Working in the UK as a Student

A Few Basic Facts

As a student in the UK part-time work can be both a good way to socialize and earn some extra money. Here are a few basic facts with which to start. Citizens of EU countries work under the same laws and regulations as UK citizens, while non-EU citizens holding a General Student Visa are allowed a maximum of 10 hours per work week. Those possessing a Student Visitor Visa are not permitted to work in the UK. Anyone employed in the UK for any wage or number of hours must have a National Insurance Number for tax purposes. Any employer will aid in obtaining this.

British Minimum Wage and Workers’ Rights

Anyone employed in the British system is protected by a set of laws which set working hours, overtime pay, holiday pay, overall salary and rules regarding dismissal. Legally, you are guaranteed a minimum wage, the amount of which depends upon your specific age. For further information go to the National Minimum Wage Helpline and to the National Minimum Wage Rates websites.

Or to learn more about workers’ rights in the UK, go to the Worksmart website.

The UK tax rate is 22%. If you stay under the personal tax free allowance you will be permitted to reclaim some of this upon your departure from the UK.

A Few Tips for Job Hunting

Remember that there are a variety of resources to help you search for work, including internet job sites, job centres, school and other local notice boards. Various stores, restaurants, and cafes are always looking to hire new staff. Walk in and ask in person.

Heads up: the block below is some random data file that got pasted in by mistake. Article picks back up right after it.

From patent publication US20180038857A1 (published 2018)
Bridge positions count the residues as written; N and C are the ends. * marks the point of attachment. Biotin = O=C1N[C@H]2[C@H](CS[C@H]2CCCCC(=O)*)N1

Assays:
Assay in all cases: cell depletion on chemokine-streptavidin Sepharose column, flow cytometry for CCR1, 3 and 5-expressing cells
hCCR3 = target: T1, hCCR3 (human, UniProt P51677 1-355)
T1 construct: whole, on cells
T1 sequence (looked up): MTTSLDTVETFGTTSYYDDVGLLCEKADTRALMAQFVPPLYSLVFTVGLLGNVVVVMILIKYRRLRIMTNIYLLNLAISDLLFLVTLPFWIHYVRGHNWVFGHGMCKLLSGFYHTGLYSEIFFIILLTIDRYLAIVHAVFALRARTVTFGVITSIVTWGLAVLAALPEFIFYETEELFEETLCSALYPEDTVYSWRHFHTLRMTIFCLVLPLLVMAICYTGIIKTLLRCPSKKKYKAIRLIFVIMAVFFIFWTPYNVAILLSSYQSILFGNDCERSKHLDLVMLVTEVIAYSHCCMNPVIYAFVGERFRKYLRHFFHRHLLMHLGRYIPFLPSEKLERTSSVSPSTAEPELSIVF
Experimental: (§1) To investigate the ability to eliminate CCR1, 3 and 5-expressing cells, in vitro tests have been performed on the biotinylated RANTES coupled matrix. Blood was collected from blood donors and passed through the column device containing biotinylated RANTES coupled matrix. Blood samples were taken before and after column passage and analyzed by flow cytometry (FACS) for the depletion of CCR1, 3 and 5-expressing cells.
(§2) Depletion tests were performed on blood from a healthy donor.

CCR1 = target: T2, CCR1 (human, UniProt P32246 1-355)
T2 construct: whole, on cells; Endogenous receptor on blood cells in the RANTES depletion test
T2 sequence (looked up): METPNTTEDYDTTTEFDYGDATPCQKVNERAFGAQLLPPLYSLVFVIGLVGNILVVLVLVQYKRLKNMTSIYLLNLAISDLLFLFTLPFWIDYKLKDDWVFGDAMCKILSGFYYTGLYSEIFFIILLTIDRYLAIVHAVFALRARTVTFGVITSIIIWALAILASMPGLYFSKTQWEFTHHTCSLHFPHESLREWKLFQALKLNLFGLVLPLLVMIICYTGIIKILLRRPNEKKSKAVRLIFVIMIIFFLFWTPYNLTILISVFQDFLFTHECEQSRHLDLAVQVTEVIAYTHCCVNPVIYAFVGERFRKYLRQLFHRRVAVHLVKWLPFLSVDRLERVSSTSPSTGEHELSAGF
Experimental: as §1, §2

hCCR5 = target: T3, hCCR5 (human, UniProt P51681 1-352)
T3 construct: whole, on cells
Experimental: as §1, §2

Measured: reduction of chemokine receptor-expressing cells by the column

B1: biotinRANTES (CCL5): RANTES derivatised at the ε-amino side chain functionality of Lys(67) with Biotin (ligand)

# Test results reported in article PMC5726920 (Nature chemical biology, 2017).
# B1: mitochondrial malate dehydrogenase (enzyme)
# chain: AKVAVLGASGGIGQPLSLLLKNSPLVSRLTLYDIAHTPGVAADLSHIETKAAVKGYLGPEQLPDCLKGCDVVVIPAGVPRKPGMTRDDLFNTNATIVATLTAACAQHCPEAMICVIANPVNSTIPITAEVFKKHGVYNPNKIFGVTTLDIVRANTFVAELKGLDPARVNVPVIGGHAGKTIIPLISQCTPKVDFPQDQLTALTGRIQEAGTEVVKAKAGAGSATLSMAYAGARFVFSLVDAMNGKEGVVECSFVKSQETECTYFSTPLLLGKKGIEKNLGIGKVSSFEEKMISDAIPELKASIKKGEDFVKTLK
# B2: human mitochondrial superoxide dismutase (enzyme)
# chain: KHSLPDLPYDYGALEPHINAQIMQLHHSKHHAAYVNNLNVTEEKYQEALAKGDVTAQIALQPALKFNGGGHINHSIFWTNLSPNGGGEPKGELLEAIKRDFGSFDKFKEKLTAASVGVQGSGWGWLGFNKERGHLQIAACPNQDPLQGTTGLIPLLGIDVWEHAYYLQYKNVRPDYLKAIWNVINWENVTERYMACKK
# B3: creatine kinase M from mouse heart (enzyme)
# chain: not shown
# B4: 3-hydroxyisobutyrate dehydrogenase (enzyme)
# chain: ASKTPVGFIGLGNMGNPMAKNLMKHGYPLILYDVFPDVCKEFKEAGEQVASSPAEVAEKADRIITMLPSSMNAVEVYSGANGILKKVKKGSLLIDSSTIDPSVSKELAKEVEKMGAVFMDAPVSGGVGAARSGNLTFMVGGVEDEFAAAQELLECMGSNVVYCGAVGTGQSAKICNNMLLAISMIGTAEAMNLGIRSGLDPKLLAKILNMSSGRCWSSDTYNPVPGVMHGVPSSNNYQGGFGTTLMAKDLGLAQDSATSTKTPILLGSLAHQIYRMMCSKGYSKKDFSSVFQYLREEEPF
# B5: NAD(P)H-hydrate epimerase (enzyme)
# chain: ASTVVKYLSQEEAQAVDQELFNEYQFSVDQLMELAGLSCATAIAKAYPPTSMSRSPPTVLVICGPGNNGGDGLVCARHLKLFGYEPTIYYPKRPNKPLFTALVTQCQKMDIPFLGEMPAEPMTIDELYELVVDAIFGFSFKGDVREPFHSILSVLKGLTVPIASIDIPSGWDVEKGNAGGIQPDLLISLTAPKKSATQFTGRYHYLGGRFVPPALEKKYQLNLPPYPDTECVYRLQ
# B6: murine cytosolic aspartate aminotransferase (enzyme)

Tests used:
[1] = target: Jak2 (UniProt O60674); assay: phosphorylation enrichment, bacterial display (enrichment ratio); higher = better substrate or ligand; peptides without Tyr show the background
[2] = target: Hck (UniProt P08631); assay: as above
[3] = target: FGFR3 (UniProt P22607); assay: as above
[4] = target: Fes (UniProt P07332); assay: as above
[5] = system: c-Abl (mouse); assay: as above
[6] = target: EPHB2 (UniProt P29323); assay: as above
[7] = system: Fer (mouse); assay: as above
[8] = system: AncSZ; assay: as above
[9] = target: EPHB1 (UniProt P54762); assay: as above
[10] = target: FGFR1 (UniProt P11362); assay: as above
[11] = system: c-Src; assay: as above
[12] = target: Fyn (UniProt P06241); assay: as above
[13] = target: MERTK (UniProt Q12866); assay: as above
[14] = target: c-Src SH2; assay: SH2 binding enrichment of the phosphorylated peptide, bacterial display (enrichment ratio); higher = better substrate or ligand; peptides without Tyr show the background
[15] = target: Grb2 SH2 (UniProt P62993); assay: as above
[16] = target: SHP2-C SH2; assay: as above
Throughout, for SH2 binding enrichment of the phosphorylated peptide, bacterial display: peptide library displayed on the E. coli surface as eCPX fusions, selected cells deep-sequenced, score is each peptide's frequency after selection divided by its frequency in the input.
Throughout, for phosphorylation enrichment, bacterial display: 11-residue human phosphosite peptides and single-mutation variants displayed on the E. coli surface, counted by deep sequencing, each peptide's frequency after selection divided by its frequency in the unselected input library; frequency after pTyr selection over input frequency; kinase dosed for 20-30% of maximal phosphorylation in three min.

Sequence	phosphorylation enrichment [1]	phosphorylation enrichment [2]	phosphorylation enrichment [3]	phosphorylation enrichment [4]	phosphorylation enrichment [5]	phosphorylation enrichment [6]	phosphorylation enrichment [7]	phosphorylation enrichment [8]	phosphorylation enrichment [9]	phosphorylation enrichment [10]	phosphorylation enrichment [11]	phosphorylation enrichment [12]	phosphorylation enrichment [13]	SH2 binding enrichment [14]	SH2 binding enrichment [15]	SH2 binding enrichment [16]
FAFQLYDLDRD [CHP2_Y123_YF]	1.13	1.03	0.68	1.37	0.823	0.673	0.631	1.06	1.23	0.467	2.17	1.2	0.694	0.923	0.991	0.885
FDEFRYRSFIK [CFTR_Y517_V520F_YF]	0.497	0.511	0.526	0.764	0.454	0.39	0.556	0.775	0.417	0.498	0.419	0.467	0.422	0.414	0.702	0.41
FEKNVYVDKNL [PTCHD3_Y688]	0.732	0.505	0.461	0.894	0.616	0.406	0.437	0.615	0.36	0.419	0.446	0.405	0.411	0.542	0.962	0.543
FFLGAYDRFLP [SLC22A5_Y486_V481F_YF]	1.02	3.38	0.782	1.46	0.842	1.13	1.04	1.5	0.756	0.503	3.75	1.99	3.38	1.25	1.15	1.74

Having a CV (resume in American English) is always helpful and conveys a professional mindset and appearance. There’s plenty of online advice for how to properly write one. And job counselors will aid in this task too. None the less, a few basic tips for writing a good one are:

  1. Start with all of your basic information: full name, address, email address, phone number. Make this your heading.

  2. Give an objective (e.g. “to find part-time work in clothing sales for the duration of the academic semester”).

  3. Detail your skills, including language ability, IT skills, other skills (cooking, salesmanship, waiting, etc.).

  4. Detail your education and work experience from secondary school onward. Write out the full name of each institution/business.

  5. List personal qualities (e.g. friendly, flexible, hard-working, able to multi-task).

  6. It’s absolutely best to keep a CV to a single page. Don’t be too wordy.

  7. Check your spelling and grammar to help give a professional appearance!